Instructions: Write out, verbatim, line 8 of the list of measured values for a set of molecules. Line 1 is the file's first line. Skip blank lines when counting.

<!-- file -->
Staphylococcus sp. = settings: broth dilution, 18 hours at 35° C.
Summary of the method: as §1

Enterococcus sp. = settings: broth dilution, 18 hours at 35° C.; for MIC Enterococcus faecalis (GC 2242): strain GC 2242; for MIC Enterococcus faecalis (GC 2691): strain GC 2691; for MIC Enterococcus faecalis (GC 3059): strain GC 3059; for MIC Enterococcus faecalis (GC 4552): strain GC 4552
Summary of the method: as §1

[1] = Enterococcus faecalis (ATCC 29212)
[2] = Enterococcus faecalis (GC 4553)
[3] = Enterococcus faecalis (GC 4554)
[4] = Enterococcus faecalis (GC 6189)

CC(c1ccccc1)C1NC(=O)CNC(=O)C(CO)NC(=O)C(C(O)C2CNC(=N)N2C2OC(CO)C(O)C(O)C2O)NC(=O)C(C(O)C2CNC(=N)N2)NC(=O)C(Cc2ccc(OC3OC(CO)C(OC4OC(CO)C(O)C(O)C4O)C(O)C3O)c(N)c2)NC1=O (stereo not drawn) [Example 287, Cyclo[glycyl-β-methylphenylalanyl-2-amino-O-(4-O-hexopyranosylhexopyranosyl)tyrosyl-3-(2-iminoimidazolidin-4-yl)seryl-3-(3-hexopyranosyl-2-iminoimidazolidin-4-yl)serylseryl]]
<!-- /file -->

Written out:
[4] = Enterococcus faecalis (GC 6189)